• Maximum icons are used to minimize required reading. Text is provided only when icons will not suffice to explain the button’s function.
  • Well-placed and sized buttons allow a wider variety of finger sizes to use it.
  • Button placements are consistent, regardless of the function, source, or mode selected, allowing less required reading for the user during normal use.
  • Always-available... (more)
  • Updated: March 11, 2004  Size: 2.15mb

    For: Philips ProntoPro NG
    By: Adam Bursey
    Contest Entry #06: Giraffe
    This layout is an evolution of my TSU3000 layout. It is activity-based and makes heavy use of macros to control my two zones of equipment and home automation. The layout of hard and soft buttons for each device follows a pattern, making it fairly simple to learn to use. It also contains a fairly extensive help system. This look is the result of my wife asking me to do a layout that matched her favorite purse!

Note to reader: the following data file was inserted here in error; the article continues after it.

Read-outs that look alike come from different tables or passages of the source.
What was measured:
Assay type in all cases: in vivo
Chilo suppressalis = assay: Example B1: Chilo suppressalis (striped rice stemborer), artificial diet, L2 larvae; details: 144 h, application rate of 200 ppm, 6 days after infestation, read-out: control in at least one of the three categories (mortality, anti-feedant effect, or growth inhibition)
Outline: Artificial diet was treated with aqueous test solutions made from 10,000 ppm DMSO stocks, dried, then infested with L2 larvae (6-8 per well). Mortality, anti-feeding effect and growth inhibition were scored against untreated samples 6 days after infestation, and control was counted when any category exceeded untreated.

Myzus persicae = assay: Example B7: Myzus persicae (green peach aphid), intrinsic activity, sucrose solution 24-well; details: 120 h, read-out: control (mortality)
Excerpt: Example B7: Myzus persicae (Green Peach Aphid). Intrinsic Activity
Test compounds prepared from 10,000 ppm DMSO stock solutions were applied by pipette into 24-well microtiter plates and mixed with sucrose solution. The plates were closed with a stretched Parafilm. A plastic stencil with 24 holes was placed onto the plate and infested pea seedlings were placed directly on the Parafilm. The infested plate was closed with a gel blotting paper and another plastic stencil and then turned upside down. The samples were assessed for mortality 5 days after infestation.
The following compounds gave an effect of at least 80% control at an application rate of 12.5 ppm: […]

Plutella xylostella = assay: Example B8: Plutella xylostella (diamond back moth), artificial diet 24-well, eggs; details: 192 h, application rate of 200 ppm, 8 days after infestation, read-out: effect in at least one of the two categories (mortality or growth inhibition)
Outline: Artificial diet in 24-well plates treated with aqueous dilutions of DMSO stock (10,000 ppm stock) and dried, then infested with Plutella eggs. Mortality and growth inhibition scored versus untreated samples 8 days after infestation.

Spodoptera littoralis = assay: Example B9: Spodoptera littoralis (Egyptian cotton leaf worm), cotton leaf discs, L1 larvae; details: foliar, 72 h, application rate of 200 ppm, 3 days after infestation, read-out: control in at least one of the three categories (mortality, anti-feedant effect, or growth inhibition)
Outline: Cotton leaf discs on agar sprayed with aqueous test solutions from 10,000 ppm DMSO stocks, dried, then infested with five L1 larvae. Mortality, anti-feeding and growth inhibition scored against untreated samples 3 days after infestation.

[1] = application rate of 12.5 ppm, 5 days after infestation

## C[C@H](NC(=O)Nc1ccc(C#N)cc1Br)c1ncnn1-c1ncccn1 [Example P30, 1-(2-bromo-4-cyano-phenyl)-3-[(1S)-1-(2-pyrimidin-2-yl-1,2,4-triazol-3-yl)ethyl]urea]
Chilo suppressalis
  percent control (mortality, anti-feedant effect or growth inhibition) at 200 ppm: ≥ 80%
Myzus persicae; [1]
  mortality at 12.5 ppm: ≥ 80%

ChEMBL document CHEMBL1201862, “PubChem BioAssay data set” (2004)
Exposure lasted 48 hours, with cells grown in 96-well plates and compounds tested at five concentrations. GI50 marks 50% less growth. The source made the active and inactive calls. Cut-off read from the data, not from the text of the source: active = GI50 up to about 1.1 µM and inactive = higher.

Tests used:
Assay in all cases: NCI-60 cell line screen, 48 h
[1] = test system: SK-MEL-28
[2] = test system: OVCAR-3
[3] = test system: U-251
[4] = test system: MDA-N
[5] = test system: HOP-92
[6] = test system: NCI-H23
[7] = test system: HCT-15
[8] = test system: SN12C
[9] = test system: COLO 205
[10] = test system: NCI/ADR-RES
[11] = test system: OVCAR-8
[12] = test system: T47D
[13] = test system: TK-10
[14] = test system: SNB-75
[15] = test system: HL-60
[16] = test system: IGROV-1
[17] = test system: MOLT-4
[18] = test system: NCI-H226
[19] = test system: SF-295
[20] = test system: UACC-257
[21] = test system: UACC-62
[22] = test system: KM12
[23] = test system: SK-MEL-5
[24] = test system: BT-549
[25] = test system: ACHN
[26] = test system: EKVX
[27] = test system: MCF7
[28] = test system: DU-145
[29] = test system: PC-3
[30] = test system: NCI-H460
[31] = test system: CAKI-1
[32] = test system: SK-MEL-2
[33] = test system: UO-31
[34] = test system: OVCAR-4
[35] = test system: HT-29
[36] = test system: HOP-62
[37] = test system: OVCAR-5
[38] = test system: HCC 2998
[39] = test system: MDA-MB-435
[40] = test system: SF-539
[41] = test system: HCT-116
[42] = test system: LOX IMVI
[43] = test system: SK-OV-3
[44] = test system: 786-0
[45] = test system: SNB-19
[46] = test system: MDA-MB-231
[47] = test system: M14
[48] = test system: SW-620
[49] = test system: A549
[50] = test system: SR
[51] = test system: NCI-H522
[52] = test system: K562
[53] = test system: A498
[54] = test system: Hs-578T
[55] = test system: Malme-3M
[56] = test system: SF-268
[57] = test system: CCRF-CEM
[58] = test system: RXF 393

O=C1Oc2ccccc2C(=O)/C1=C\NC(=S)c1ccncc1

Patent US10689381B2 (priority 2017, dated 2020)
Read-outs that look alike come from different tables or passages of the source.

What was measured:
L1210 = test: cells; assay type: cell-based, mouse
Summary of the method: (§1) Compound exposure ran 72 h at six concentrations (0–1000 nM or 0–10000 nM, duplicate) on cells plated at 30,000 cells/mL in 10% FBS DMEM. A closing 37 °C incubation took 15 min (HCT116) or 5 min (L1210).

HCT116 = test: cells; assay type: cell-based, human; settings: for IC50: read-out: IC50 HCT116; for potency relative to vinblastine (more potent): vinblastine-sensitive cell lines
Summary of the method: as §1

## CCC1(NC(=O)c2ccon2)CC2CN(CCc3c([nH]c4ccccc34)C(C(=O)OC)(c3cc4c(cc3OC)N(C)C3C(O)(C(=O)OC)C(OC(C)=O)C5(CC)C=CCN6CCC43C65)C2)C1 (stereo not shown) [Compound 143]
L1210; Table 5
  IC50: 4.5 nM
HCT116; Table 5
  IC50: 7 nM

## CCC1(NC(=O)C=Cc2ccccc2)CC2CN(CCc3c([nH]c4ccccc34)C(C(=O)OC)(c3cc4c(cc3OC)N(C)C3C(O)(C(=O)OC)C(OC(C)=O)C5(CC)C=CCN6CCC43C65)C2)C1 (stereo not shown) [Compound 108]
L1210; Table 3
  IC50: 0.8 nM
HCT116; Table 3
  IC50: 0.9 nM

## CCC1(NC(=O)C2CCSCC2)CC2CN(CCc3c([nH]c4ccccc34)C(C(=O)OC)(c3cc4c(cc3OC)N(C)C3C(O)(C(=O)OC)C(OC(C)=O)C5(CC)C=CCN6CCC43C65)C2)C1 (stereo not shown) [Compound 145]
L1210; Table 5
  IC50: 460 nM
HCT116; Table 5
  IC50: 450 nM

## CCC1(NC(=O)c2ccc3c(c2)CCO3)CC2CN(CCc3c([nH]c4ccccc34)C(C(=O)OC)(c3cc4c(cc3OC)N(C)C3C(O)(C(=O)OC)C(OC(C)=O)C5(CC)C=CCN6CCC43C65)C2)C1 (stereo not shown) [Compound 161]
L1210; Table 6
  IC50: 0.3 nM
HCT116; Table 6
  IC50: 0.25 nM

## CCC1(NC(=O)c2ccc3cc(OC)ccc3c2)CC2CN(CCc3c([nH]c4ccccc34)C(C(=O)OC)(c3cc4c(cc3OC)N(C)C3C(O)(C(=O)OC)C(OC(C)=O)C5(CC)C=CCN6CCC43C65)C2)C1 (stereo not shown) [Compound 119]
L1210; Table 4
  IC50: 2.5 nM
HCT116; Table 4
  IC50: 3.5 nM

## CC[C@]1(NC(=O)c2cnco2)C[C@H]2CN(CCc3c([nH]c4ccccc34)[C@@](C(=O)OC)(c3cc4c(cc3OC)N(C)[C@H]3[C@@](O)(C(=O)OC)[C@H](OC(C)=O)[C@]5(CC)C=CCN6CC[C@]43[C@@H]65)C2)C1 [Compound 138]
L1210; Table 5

Updated: March 11, 2004  Size: 713kb

    For: Philips ProntoPro NG
    By: Jens Roever
    Contest Entry #07: The Works
    The result of my design: 134 custom-made buttons (not counting spacers & labels)! My favorite button is the volume toggle in the lower right page. Here's what's unique about my configuration:

  • Consistent frame-based GUI with three button groups in frame:
    TOP: device selection with trinary button states - pressing a pressed button in the main page of a device executes a setup macro with auto-power-on, etc.